Wednesday, November 05, 2008

Mango Salad, Roasted Tubers, & Pure Baked Apples

I made lots of food today in an attempt to finish up the CSA produce. We had one mango, turnips, carrots, beets & green onions. There was a mango in there because our farm has some kind of exchange program with other farms so occasionally there are a few very non-local things thrown in.

Me and the mr. were both apprehensive about eating the mango as a proper 'dessert fruit' since we're used to juicy mangoes heady with sweet fragrance from the balmy summers of Egypt. In comparision, the ones I've eaten here (two to date, including today's) strike me as being crossed with lemon. Anyway, I found a salad in Veganomicon to use: quinoa, mango, black beans, and a little wine vinegar (I used white since that's what I had on hand). I ommitted the black beans and repalced scallions with green onions: I think I would've done well to exclude it altogether. I still think it's wrong to eat mangos in non-fruit fashion, but hey, desperate times & desperate measures, etc. Still, the salad was good, especially pre-green onions; the mango added a nice sweet surprise between the pretty quinoa.

In my newly-purchased cookbook, The Candle Cafe, I found a recipe for roasted tubers and proceeded to throw all my edible roots in: carrots, beets, and turnips. I think there was a similar recipe in Vegan with a Vengeance too, but it was interesting to see the different flavor suggestions. Where the latter frequently suggests maple syrup, ginger, and a splash of lemon; Candle recommended dried herbs (I used fresh thyme, which I've actually frozen in order to freakishly preserve it forevermore - better than being thrown away in two days! - thanks to a tip gleaned on the increasingly useful Chow forums), soy sauce, garlic, and of course, olive oil. It was pretty good, and I think some mushrooms and caremalized onions would've been very happy to join for an all-around hearty winter dish.

For dessert I decided to bake our two remaining apples. Allrecipes suggested coring, then stuffing the hollows with some brown sugar, butter and cinnamon and parking them in the oven for 15 minutes at 350 F (175 C), but I wanted to try them plain to see what flavor they would have in a pure, unadulterated form. I expected them to be really sweet and juicy, but actually they retained a little crunchiness and there was a fair amount of tartness, so I think I will do the brown sugar medeley next time. (Note: in typing this, I realize I probably kept my oven at only 325 by accident, thereby preventing them fom becoming more tender). In any event, I think they will be quite pleasant with some oatmeal for breakfast tomorrow.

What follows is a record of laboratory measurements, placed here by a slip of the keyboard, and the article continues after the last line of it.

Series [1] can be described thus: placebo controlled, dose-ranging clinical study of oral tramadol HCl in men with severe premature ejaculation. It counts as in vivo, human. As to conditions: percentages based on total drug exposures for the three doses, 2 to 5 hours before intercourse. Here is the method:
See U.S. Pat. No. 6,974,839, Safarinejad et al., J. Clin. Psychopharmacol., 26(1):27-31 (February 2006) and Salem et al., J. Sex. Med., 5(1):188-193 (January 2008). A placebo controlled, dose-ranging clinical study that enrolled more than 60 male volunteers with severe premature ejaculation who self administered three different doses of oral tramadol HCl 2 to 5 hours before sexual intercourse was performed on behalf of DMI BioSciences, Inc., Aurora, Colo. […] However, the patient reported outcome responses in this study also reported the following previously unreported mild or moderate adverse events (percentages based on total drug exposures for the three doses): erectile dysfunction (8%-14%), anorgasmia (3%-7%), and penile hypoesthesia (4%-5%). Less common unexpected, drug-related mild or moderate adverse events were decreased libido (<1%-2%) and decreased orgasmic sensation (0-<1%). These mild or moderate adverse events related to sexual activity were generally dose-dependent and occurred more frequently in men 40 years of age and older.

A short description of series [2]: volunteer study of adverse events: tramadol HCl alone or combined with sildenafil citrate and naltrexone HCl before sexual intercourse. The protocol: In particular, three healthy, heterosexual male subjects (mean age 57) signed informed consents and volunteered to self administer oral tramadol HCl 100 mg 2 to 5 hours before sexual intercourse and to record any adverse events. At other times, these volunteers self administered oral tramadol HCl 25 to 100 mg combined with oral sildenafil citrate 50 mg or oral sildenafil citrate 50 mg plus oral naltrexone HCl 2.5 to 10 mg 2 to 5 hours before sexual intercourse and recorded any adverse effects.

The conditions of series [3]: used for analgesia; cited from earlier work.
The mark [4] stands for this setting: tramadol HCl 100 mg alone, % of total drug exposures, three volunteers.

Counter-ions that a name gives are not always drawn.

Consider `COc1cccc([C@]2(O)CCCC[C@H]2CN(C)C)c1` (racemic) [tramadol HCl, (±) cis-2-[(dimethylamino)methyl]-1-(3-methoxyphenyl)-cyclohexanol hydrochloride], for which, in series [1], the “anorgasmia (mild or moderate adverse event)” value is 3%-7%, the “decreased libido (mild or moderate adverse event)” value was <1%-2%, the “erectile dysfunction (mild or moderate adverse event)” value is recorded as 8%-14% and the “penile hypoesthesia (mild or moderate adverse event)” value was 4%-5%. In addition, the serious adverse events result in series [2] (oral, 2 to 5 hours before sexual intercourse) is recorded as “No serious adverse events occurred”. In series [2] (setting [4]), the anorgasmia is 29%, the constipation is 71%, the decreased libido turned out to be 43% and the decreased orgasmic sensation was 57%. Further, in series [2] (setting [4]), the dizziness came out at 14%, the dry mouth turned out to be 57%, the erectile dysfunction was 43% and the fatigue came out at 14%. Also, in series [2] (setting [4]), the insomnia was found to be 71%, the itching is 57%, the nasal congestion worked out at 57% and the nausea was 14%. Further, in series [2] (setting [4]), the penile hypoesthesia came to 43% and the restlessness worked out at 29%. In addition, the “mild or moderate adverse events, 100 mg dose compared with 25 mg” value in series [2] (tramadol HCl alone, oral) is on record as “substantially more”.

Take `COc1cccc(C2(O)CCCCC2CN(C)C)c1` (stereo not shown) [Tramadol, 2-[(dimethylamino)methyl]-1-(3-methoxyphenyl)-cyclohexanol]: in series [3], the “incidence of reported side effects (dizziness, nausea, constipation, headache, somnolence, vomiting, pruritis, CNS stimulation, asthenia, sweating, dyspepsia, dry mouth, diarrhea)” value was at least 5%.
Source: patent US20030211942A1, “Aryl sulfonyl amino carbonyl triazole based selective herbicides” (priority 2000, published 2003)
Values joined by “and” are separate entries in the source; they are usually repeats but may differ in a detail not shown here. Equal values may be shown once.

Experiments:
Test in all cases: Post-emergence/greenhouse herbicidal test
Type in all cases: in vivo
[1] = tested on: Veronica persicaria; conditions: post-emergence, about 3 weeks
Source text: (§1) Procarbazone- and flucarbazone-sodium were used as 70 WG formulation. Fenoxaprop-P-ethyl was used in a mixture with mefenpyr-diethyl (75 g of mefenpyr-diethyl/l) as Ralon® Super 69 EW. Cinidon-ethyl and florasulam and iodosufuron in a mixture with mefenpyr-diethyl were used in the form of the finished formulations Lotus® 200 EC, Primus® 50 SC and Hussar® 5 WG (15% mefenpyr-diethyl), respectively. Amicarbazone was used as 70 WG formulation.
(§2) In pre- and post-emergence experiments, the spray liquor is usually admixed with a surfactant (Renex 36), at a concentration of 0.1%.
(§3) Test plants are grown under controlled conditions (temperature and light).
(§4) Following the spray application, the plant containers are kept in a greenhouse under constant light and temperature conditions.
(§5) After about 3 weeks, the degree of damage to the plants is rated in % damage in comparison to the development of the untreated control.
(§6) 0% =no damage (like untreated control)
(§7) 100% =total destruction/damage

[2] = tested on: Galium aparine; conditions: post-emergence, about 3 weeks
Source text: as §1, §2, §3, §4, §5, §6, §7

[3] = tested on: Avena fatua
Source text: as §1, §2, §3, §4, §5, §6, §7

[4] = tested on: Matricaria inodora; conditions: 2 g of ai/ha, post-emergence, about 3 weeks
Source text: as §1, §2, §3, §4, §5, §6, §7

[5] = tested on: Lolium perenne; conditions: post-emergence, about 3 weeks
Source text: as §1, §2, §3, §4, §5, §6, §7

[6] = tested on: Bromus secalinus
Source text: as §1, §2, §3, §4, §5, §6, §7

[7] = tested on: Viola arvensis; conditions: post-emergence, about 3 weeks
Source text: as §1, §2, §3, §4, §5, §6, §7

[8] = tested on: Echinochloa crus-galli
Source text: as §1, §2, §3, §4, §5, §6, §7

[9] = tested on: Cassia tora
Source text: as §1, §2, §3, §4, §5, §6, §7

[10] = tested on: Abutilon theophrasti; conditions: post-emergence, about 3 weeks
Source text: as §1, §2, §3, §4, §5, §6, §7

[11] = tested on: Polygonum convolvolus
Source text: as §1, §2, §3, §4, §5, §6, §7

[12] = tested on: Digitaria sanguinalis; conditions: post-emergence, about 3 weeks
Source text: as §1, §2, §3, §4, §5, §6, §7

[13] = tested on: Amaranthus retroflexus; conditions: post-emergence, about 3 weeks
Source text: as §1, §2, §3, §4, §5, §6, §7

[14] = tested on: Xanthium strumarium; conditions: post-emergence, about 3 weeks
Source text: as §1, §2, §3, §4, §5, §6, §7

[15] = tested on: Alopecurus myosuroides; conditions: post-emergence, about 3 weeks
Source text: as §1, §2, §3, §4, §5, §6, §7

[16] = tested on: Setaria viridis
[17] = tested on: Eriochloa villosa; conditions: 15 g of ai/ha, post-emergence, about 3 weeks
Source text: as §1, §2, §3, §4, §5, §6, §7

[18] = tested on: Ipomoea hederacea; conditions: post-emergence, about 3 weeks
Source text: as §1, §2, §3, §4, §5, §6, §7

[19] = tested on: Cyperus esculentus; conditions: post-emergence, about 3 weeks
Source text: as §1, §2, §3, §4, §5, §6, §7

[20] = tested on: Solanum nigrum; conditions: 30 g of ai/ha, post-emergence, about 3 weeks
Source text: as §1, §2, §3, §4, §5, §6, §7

Bethany said...

mango salsa has onions and it really delicious. I also had mango in a stir fry dish and it was amazing.

my favorite way will always be eaten plain. I have 2 ripening right now. I'm psyched to have them because the one I ate the other day from the same batch was perfection. Nice coconut undertone. The mangos grown in Hawaii are great, but I don't know how you'd get them other than going there.

Thanks for the recipe review. I love their tempeh reuben from the same book. I have been too lazy to make their seitan picatta, but really want to.

Bethany said...

posting on your site and my site so I'm sure you see it :)

I thought your name sounded familiar (at the meetup), but wasn't sure. It was really nice meeting you and I hope you come to more meetups.

I found out today that PCC won't be mailing the course catalogs anymore, you can go online or get one in the store. The new (winter)classes go up on their site towards the end of December. I figured out that the instructors typically don't teach the same recipes twice, so the classes change.

Occasional art, comics, food, and other things of less interest to the general public.